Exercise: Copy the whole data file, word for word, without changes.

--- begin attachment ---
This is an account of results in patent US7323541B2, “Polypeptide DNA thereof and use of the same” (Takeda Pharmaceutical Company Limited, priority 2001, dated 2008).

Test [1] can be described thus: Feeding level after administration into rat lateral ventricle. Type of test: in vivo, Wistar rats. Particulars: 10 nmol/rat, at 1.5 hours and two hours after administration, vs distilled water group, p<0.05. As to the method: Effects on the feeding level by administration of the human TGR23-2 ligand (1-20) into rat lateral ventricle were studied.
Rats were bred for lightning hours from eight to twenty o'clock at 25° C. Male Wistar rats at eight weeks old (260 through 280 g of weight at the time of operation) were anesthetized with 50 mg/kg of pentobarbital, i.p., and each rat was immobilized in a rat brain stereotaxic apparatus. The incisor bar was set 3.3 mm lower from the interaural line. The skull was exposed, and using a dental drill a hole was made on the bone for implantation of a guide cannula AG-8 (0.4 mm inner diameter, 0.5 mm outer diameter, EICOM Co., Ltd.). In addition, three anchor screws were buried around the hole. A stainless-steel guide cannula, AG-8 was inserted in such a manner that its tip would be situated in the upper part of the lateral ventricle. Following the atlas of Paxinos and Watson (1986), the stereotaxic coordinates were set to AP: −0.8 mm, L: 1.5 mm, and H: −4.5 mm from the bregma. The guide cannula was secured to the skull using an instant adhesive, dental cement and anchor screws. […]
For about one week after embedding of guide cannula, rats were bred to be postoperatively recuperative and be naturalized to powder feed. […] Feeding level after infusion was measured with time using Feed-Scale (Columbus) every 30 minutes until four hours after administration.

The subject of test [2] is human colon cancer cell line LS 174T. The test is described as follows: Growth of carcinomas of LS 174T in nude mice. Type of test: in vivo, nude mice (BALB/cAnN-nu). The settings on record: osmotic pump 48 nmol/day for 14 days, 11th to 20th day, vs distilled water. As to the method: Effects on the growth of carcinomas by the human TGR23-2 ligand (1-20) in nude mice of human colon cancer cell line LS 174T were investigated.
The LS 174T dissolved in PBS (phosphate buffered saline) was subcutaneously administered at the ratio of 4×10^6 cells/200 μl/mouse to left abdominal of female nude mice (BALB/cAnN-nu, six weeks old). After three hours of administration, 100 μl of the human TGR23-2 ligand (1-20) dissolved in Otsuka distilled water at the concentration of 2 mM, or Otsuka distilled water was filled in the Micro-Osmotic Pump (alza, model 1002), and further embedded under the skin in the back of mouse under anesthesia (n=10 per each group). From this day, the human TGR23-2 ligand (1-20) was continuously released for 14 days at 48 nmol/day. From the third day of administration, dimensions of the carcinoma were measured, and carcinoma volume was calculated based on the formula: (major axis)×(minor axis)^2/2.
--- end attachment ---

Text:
This is an account of results in patent US7323541B2, “Polypeptide DNA thereof and use of the same” (Takeda Pharmaceutical Company Limited, priority 2001, dated 2008).

Test [1] can be described thus: Feeding level after administration into rat lateral ventricle. Type of test: in vivo, Wistar rats. Particulars: 10 nmol/rat, at 1.5 hours and two hours after administration, vs distilled water group, p<0.05. As to the method: Effects on the feeding level by administration of the human TGR23-2 ligand (1-20) into rat lateral ventricle were studied.
Rats were bred for lightning hours from eight to twenty o'clock at 25° C. Male Wistar rats at eight weeks old (260 through 280 g of weight at the time of operation) were anesthetized with 50 mg/kg of pentobarbital, i.p., and each rat was immobilized in a rat brain stereotaxic apparatus. The incisor bar was set 3.3 mm lower from the interaural line. The skull was exposed, and using a dental drill a hole was made on the bone for implantation of a guide cannula AG-8 (0.4 mm inner diameter, 0.5 mm outer diameter, EICOM Co., Ltd.). In addition, three anchor screws were buried around the hole. A stainless-steel guide cannula, AG-8 was inserted in such a manner that its tip would be situated in the upper part of the lateral ventricle. Following the atlas of Paxinos and Watson (1986), the stereotaxic coordinates were set to AP: −0.8 mm, L: 1.5 mm, and H: −4.5 mm from the bregma. The guide cannula was secured to the skull using an instant adhesive, dental cement and anchor screws. […]
For about one week after embedding of guide cannula, rats were bred to be postoperatively recuperative and be naturalized to powder feed. […] Feeding level after infusion was measured with time using Feed-Scale (Columbus) every 30 minutes until four hours after administration.

The subject of test [2] is human colon cancer cell line LS 174T. The test is described as follows: Growth of carcinomas of LS 174T in nude mice. Type of test: in vivo, nude mice (BALB/cAnN-nu). The settings on record: osmotic pump 48 nmol/day for 14 days, 11th to 20th day, vs distilled water. As to the method: Effects on the growth of carcinomas by the human TGR23-2 ligand (1-20) in nude mice of human colon cancer cell line LS 174T were investigated.
The LS 174T dissolved in PBS (phosphate buffered saline) was subcutaneously administered at the ratio of 4×10^6 cells/200 μl/mouse to left abdominal of female nude mice (BALB/cAnN-nu, six weeks old). After three hours of administration, 100 μl of the human TGR23-2 ligand (1-20) dissolved in Otsuka distilled water at the concentration of 2 mM, or Otsuka distilled water was filled in the Micro-Osmotic Pump (alza, model 1002), and further embedded under the skin in the back of mouse under anesthesia (n=10 per each group). From this day, the human TGR23-2 ligand (1-20) was continuously released for 14 days at 48 nmol/day. From the third day of administration, dimensions of the carcinoma were measured, and carcinoma volume was calculated based on the formula: (major axis)×(minor axis)^2/2.